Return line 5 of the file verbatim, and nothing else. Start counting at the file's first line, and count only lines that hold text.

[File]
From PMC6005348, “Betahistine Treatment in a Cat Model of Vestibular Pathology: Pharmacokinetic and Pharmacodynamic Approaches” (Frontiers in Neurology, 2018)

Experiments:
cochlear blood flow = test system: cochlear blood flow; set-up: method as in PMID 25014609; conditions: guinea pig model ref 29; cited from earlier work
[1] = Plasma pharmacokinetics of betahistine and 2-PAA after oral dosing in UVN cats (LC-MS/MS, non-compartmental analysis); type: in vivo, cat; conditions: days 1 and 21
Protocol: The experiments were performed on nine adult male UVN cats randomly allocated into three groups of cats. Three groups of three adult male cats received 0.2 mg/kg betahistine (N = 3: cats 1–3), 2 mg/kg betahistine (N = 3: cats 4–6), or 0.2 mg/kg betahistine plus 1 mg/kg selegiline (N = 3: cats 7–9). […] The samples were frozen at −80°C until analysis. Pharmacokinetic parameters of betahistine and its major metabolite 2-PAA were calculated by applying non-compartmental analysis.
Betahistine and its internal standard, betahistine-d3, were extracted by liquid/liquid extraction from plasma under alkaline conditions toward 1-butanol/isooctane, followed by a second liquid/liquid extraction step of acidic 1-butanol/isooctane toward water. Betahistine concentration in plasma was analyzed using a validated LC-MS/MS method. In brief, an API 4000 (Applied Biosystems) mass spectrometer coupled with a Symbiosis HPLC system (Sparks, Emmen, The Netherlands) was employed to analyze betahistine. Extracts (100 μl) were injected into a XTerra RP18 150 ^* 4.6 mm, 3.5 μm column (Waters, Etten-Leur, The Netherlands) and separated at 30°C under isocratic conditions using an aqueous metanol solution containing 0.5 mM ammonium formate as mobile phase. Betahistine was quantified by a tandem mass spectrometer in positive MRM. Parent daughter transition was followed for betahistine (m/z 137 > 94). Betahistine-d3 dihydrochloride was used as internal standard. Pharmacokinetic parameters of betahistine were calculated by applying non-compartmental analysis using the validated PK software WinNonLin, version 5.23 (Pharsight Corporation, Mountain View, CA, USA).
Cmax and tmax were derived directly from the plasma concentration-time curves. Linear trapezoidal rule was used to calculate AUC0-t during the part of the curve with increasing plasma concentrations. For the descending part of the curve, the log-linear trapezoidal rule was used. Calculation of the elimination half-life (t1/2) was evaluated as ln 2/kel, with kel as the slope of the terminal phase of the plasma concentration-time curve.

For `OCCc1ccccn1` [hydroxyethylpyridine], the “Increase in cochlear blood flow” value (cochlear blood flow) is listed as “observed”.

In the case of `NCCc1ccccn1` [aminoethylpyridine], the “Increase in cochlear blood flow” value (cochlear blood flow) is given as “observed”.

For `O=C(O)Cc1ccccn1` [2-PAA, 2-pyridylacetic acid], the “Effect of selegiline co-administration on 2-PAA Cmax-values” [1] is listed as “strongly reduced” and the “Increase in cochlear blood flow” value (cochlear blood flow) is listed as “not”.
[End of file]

Protocol: The experiments were performed on nine adult male UVN cats randomly allocated into three groups of cats. Three groups of three adult male cats received 0.2 mg/kg betahistine (N = 3: cats 1–3), 2 mg/kg betahistine (N = 3: cats 4–6), or 0.2 mg/kg betahistine plus 1 mg/kg selegiline (N = 3: cats 7–9). […] The samples were frozen at −80°C until analysis. Pharmacokinetic parameters of betahistine and its major metabolite 2-PAA were calculated by applying non-compartmental analysis.